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China - August Moon Festival

The August Moon Festival or Mid-Autumn Festival is one of the most celebrated Chinese holidays. It is held on the 15th day of the 8th lunar month. Chinese families celebrate the end of the harvest season with a big feast. Unlike the American Thanksgiving dinner, the Chinese have mooncakes instead of grandma' apple pie. Friends and relatives also send mooncakes to each other as a way of giving thanks

Chinese legends say that the moon is at its brightest and roundest on this day. Under this bright autumn moon, friendships are made and renewed. It is perfect for a romantic rendezvous. For many years, Chinese poets write about long lost lovers finding their way to each other on this special night.

Although the mythology surrounding the Moon Festival is uniquely Asian, the Autumn Moon Festival has much in common with Thanksgiving. The Moon Festival traditionally occurs on the 15th day of the 8th lunar month, a date that parallels the Autumn Equinox of the Western calendar. At this time, the moon is at its fullest and brightest, marking an ideal time to celebrate the abundance of the summer's harvest, and reminding many of the lore of the mythical Moon Goddess, Chang O (or Chang E). Round moon cakes made of flaked pastry are baked and enjoyed, ornate lanterns are made and hung, and lovers are encouraged to come out of their homes and bask in the glow of the full moon.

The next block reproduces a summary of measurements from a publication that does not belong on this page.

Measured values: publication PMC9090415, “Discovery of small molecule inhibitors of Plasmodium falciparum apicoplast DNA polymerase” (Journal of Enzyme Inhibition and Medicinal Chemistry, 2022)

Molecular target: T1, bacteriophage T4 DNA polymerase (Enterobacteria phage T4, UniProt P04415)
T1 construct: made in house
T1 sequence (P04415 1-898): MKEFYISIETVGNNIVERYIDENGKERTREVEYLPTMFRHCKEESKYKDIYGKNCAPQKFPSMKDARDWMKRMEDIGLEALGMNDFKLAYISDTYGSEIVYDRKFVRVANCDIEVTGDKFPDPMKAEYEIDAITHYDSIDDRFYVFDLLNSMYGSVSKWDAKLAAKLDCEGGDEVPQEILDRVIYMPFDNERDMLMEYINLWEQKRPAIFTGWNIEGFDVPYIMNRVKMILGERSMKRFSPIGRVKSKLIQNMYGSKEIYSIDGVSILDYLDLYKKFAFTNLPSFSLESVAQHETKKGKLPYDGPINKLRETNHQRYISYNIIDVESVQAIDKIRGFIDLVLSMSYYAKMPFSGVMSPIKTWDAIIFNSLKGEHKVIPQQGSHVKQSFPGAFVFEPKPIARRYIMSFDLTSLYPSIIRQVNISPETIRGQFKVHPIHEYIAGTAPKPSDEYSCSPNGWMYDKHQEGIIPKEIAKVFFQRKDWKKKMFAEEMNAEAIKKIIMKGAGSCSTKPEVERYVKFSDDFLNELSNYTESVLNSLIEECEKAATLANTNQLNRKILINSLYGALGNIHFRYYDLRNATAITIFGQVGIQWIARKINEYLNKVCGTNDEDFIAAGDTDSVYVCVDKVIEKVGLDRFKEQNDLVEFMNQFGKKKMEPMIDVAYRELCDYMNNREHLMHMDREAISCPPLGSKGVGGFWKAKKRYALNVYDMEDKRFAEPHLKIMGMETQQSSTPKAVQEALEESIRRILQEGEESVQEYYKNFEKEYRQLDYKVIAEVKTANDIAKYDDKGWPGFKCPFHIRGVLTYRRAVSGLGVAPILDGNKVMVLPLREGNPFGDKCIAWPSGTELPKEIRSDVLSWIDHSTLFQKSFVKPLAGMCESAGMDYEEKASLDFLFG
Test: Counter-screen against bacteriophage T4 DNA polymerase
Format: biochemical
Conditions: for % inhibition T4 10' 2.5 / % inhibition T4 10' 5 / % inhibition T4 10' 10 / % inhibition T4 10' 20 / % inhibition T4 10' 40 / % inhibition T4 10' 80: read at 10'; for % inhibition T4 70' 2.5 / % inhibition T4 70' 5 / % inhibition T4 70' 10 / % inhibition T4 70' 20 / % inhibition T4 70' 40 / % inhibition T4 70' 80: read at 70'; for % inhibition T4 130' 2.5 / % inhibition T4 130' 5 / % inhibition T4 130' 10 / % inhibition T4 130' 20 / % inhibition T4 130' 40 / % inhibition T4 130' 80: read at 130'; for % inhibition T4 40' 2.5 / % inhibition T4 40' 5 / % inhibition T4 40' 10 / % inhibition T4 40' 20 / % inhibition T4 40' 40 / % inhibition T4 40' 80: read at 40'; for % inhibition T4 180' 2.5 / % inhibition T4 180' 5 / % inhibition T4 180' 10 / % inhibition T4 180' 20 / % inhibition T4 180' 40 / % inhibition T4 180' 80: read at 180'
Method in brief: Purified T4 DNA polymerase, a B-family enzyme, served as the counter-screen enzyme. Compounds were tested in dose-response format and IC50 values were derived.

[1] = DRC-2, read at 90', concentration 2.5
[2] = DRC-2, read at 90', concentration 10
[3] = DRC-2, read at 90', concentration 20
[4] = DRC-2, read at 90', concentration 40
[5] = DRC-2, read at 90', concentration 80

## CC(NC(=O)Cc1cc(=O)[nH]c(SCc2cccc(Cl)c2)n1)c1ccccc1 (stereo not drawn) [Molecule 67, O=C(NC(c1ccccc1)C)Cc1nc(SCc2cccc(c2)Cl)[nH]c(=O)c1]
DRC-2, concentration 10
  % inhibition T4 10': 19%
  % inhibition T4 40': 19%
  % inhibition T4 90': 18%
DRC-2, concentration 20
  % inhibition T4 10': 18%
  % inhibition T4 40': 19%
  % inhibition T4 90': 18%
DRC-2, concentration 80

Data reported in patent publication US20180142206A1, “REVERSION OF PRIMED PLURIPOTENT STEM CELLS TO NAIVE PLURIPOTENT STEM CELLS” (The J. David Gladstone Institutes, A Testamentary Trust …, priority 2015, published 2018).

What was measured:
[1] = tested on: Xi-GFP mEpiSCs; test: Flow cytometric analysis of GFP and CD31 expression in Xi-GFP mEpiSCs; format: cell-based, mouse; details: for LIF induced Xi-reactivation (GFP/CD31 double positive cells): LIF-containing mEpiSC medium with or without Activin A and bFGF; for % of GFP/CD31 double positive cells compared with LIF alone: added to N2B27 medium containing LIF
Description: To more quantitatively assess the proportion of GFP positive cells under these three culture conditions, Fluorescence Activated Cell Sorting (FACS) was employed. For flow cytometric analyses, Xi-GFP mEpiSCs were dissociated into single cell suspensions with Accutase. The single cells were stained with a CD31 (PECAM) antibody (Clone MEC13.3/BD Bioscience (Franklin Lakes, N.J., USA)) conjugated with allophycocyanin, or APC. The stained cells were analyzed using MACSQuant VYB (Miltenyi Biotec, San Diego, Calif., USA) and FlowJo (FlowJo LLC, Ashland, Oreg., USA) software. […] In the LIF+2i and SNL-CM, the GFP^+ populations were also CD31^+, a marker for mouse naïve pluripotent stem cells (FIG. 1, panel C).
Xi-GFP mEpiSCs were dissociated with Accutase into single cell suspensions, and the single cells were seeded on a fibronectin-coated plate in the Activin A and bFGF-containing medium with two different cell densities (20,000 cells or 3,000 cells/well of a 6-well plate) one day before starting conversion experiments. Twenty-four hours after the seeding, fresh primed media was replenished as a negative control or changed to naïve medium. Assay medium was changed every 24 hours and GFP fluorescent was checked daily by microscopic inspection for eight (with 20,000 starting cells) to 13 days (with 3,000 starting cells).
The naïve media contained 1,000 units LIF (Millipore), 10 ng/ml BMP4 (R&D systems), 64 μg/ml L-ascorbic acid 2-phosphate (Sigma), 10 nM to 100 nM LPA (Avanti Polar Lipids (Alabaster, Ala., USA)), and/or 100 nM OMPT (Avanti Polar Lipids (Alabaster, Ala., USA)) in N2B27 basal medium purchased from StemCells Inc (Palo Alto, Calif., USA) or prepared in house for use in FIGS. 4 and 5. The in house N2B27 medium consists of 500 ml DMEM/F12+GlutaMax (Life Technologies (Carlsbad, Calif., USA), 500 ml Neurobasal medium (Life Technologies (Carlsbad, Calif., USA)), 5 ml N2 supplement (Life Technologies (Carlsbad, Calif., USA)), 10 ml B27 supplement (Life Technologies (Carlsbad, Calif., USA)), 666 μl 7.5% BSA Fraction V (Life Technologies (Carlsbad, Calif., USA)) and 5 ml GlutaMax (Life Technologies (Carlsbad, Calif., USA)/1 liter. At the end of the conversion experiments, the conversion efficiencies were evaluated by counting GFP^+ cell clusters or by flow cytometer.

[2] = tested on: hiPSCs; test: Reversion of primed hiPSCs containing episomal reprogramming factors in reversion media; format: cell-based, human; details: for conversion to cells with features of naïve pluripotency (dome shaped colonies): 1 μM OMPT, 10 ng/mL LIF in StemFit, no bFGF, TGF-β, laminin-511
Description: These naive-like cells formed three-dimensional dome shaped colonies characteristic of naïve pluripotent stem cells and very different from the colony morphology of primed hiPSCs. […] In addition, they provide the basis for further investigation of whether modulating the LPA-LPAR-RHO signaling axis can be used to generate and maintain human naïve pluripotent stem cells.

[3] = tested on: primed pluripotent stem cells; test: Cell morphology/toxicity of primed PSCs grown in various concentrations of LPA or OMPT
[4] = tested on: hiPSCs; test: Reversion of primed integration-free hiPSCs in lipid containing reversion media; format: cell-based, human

The August Moon Festival is often called the Women's Festival. The moon symbolizes beauty and elegance. While Westerners worship the sun (yang or male) for its power, people in the Far East admire the moon. The moon is the 'yin' or female principle and it is a trusted friend.

In fact, many ancient August Moon folktales are about a moon maiden. On the 15th night of the 8th lunar moon, little children on earth can see a lady on the moon. On this magical occasion, children who make wishes to the Lady on the Moon will find their dreams come true.

Celebration

Mid-Autumn is a time for family and loved ones to gather and enjoy the full moon that is a symbol of abundance, harmony and luck. Families enjoy picnics or special dinners. Adults will usually indulge in many different varieties moon cakes with a good cup of piping hot Chinese tea. Along with the delicious moon cakes, children enjoy brightly lit lanterns, puppet shows, and lantern processions.

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